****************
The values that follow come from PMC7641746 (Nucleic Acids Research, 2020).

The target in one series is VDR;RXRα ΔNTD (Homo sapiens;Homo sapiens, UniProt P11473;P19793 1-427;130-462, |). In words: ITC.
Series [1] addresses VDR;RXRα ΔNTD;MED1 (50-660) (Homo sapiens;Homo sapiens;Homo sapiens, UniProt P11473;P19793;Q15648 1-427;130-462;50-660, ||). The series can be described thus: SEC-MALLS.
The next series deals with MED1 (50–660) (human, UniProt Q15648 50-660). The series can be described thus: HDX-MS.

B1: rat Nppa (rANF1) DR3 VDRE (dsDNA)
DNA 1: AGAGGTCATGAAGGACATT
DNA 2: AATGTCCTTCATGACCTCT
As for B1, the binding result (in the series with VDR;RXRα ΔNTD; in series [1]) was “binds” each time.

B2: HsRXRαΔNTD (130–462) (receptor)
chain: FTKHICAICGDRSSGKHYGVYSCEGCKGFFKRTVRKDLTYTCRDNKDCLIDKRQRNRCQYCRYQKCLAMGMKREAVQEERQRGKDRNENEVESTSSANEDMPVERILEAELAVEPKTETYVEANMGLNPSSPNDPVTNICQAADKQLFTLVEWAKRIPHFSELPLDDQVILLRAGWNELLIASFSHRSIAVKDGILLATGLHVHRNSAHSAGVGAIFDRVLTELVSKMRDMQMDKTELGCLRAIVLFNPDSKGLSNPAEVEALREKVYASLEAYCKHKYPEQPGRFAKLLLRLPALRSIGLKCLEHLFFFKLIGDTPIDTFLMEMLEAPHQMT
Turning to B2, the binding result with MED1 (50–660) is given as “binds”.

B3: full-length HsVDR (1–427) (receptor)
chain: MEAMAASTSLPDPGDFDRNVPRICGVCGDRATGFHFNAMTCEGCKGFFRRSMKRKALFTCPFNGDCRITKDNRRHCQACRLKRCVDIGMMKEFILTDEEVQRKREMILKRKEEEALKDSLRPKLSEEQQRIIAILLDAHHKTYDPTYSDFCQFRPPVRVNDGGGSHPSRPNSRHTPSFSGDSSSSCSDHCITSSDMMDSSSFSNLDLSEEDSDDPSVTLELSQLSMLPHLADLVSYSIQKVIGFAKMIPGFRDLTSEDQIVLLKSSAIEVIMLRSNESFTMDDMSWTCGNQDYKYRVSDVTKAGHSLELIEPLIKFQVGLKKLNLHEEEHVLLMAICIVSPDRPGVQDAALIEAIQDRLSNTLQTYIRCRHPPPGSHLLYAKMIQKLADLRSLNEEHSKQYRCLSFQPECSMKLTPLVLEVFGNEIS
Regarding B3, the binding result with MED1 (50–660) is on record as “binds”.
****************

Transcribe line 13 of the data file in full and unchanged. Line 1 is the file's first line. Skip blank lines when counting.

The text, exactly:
chain: MEAMAASTSLPDPGDFDRNVPRICGVCGDRATGFHFNAMTCEGCKGFFRRSMKRKALFTCPFNGDCRITKDNRRHCQACRLKRCVDIGMMKEFILTDEEVQRKREMILKRKEEEALKDSLRPKLSEEQQRIIAILLDAHHKTYDPTYSDFCQFRPPVRVNDGGGSHPSRPNSRHTPSFSGDSSSSCSDHCITSSDMMDSSSFSNLDLSEEDSDDPSVTLELSQLSMLPHLADLVSYSIQKVIGFAKMIPGFRDLTSEDQIVLLKSSAIEVIMLRSNESFTMDDMSWTCGNQDYKYRVSDVTKAGHSLELIEPLIKFQVGLKKLNLHEEEHVLLMAICIVSPDRPGVQDAALIEAIQDRLSNTLQTYIRCRHPPPGSHLLYAKMIQKLADLRSLNEEHSKQYRCLSFQPECSMKLTPLVLEVFGNEIS